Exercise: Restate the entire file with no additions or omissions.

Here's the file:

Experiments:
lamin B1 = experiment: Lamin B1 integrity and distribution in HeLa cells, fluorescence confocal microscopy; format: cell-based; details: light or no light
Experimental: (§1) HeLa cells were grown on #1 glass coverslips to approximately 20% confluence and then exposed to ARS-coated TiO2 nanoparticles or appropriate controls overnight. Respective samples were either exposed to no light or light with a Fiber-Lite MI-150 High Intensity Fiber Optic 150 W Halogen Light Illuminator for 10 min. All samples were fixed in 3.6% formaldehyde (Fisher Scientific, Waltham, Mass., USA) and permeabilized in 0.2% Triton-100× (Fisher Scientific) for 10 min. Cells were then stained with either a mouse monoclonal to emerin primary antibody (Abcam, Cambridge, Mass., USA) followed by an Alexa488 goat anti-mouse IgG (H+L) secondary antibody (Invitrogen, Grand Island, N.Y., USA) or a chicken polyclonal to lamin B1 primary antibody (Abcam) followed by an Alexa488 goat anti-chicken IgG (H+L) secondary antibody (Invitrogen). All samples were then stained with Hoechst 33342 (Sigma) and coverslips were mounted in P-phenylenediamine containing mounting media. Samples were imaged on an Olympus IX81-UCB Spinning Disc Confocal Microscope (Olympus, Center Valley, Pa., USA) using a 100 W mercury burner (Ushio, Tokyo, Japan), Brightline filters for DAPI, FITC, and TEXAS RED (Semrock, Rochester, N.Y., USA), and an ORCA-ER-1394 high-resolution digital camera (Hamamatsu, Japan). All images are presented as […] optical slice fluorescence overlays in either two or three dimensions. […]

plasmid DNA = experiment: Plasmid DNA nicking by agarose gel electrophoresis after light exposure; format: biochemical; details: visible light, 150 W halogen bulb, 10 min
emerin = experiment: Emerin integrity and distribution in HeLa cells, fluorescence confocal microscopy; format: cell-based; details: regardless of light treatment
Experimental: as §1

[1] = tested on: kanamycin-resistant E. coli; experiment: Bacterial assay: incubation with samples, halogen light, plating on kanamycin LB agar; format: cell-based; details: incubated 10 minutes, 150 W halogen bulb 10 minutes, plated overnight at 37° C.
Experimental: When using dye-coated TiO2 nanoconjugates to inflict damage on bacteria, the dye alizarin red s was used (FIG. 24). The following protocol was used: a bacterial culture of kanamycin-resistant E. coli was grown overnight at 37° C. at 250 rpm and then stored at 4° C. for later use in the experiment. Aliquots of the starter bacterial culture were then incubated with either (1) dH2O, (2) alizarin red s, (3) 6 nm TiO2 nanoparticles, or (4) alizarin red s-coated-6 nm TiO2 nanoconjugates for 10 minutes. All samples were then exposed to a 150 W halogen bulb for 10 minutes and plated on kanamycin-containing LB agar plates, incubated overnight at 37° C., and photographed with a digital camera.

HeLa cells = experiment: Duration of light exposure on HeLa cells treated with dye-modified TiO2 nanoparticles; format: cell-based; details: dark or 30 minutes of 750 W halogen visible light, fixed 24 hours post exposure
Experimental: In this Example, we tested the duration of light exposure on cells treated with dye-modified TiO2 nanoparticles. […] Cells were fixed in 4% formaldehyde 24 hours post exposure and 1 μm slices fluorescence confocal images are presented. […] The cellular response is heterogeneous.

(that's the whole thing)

Experiments:
lamin B1 = experiment: Lamin B1 integrity and distribution in HeLa cells, fluorescence confocal microscopy; format: cell-based; details: light or no light
Experimental: (§1) HeLa cells were grown on #1 glass coverslips to approximately 20% confluence and then exposed to ARS-coated TiO2 nanoparticles or appropriate controls overnight. Respective samples were either exposed to no light or light with a Fiber-Lite MI-150 High Intensity Fiber Optic 150 W Halogen Light Illuminator for 10 min. All samples were fixed in 3.6% formaldehyde (Fisher Scientific, Waltham, Mass., USA) and permeabilized in 0.2% Triton-100× (Fisher Scientific) for 10 min. Cells were then stained with either a mouse monoclonal to emerin primary antibody (Abcam, Cambridge, Mass., USA) followed by an Alexa488 goat anti-mouse IgG (H+L) secondary antibody (Invitrogen, Grand Island, N.Y., USA) or a chicken polyclonal to lamin B1 primary antibody (Abcam) followed by an Alexa488 goat anti-chicken IgG (H+L) secondary antibody (Invitrogen). All samples were then stained with Hoechst 33342 (Sigma) and coverslips were mounted in P-phenylenediamine containing mounting media. Samples were imaged on an Olympus IX81-UCB Spinning Disc Confocal Microscope (Olympus, Center Valley, Pa., USA) using a 100 W mercury burner (Ushio, Tokyo, Japan), Brightline filters for DAPI, FITC, and TEXAS RED (Semrock, Rochester, N.Y., USA), and an ORCA-ER-1394 high-resolution digital camera (Hamamatsu, Japan). All images are presented as […] optical slice fluorescence overlays in either two or three dimensions. […]

plasmid DNA = experiment: Plasmid DNA nicking by agarose gel electrophoresis after light exposure; format: biochemical; details: visible light, 150 W halogen bulb, 10 min
emerin = experiment: Emerin integrity and distribution in HeLa cells, fluorescence confocal microscopy; format: cell-based; details: regardless of light treatment
Experimental: as §1

[1] = tested on: kanamycin-resistant E. coli; experiment: Bacterial assay: incubation with samples, halogen light, plating on kanamycin LB agar; format: cell-based; details: incubated 10 minutes, 150 W halogen bulb 10 minutes, plated overnight at 37° C.
Experimental: When using dye-coated TiO2 nanoconjugates to inflict damage on bacteria, the dye alizarin red s was used (FIG. 24). The following protocol was used: a bacterial culture of kanamycin-resistant E. coli was grown overnight at 37° C. at 250 rpm and then stored at 4° C. for later use in the experiment. Aliquots of the starter bacterial culture were then incubated with either (1) dH2O, (2) alizarin red s, (3) 6 nm TiO2 nanoparticles, or (4) alizarin red s-coated-6 nm TiO2 nanoconjugates for 10 minutes. All samples were then exposed to a 150 W halogen bulb for 10 minutes and plated on kanamycin-containing LB agar plates, incubated overnight at 37° C., and photographed with a digital camera.

HeLa cells = experiment: Duration of light exposure on HeLa cells treated with dye-modified TiO2 nanoparticles; format: cell-based; details: dark or 30 minutes of 750 W halogen visible light, fixed 24 hours post exposure
Experimental: In this Example, we tested the duration of light exposure on cells treated with dye-modified TiO2 nanoparticles. […] Cells were fixed in 4% formaldehyde 24 hours post exposure and 1 μm slices fluorescence confocal images are presented. […] The cellular response is heterogeneous.